It is a fallacy to claim that orthodoxy is necessarily, or even on balance, a force for good in the world. For the vast majority of the history of Christianity, orthodoxy has been a stated justification for preventing women from being ordained, warfare, assassination, torture, execution as "heretics" of whoever is inconvenient to the status-quo, slavery, imperialism, genocide, repression, censorship, and any number of awful things you can think of.
Now I'll be the first to support the claim that political and theological motivations are complex. Sex, money and political power are caught up in claims of orthodoxy - of course they are, and we can't lay bad stuff at the feet of orthodoxy alone. What we can do is easily look back in history to find loads ways that orthodoxy has been used as a justification for really horrific things. Far from saving us from catastrophe, orthodoxy has been an engine of catastrophe.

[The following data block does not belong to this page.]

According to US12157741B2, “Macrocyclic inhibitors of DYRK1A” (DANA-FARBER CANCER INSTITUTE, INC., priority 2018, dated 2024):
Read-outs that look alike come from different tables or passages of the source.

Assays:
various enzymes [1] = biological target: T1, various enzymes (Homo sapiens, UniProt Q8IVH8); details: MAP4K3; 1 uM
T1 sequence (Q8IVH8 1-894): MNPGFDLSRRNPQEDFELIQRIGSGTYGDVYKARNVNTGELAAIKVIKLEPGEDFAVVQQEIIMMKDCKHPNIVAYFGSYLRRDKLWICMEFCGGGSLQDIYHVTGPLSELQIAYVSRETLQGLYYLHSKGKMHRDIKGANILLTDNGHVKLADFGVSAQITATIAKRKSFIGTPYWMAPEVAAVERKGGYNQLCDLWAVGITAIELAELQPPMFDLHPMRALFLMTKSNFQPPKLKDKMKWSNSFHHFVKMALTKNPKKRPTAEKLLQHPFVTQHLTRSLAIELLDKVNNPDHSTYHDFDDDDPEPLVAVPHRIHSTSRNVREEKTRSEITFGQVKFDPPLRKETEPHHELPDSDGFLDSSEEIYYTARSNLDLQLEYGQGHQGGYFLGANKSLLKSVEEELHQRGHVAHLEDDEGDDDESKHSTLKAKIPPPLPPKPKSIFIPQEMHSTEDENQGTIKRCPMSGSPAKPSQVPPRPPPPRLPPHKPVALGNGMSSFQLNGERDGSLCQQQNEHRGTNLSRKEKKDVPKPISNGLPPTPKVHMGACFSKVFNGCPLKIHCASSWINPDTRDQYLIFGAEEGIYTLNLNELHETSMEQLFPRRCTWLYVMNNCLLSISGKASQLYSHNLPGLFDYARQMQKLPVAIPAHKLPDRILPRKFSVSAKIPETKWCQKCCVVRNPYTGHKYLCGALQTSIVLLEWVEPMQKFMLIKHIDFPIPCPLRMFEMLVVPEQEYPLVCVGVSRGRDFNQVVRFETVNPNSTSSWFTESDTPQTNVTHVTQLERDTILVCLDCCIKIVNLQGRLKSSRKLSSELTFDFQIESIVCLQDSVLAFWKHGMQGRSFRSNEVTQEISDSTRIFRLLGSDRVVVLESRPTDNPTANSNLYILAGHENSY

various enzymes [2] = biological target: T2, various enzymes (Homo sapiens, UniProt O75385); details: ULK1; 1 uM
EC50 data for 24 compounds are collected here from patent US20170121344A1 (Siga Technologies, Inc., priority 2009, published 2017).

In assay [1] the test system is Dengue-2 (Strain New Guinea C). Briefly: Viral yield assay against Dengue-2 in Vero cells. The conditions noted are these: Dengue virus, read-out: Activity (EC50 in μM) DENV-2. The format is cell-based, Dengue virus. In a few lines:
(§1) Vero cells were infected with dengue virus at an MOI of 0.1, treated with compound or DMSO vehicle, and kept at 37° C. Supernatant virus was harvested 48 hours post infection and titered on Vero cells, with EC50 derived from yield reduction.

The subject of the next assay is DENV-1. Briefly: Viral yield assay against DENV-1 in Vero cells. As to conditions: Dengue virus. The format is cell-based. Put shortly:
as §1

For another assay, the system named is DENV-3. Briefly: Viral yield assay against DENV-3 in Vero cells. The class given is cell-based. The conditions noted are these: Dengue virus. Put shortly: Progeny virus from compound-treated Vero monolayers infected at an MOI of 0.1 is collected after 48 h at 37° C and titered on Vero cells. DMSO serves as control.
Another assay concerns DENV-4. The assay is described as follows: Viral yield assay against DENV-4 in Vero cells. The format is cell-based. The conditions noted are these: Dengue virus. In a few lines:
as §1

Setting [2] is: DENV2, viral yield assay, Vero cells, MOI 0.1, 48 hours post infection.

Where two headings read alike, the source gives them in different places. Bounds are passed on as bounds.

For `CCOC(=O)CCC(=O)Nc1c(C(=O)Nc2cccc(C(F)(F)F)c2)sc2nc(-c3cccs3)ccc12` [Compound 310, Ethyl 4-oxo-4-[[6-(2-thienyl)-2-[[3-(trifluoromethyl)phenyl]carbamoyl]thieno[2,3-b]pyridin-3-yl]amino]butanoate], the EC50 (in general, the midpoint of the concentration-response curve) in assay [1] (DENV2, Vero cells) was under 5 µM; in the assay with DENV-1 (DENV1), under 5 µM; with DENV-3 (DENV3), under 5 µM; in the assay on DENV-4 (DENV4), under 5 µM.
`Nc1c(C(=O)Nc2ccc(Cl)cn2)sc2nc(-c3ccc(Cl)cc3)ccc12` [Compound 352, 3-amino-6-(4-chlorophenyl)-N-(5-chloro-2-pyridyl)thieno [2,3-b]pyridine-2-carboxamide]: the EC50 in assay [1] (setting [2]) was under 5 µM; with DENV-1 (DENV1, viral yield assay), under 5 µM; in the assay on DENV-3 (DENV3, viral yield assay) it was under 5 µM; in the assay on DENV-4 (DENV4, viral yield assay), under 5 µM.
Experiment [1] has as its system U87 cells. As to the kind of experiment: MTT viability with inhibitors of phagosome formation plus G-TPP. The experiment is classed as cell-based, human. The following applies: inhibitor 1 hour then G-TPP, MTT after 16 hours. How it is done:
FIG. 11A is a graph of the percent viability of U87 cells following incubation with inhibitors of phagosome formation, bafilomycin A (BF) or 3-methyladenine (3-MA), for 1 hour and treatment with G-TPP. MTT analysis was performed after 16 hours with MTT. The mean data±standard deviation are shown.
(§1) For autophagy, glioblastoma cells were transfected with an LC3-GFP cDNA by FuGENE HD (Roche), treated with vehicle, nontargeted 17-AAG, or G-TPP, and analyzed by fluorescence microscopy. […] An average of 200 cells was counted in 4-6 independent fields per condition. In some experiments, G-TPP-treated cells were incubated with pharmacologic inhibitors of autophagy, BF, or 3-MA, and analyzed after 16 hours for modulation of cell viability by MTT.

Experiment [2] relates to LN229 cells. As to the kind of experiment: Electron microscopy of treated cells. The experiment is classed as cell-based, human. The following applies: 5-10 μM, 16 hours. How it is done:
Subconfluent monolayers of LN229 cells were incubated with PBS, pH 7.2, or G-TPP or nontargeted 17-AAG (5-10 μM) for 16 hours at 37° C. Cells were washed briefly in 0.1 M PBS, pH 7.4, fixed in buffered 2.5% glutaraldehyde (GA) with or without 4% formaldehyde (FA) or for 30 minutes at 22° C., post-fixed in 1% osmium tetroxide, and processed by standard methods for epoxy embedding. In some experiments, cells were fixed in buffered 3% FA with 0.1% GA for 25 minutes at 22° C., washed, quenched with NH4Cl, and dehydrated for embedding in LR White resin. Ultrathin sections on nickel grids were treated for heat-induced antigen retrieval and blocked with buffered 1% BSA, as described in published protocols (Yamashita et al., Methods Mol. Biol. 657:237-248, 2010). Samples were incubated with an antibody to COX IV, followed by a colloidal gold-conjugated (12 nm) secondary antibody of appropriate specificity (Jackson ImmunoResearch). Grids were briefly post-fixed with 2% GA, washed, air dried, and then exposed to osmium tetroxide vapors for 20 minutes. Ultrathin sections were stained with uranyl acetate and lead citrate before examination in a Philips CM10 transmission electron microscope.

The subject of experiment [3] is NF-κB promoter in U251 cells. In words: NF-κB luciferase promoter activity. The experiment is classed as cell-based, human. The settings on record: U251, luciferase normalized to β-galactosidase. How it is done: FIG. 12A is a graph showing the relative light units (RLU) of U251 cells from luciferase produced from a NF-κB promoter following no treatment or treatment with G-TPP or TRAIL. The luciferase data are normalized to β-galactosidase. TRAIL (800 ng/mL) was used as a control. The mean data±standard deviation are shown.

Is it without value? Not at all. But the idea that orthodox = good does not hold water after even a cursory glance at history. So even given a case where we can point out where orthodoxy has staved off disaster, we must also acknowledge places where orthodoxy brought disaster upon us, or was called upon to justify what we would now identify as evil.
Perhaps I should say "what passes for orthodoxy", since too often supposed orthodoxy seems so distant from Christianity as I understand it that I feel like my head is going to explode. It must be said, however, that moving toward orthodoxy does not mean moving toward good, and the orthodox have been villains (as well as, yes, heroes) many times in our past.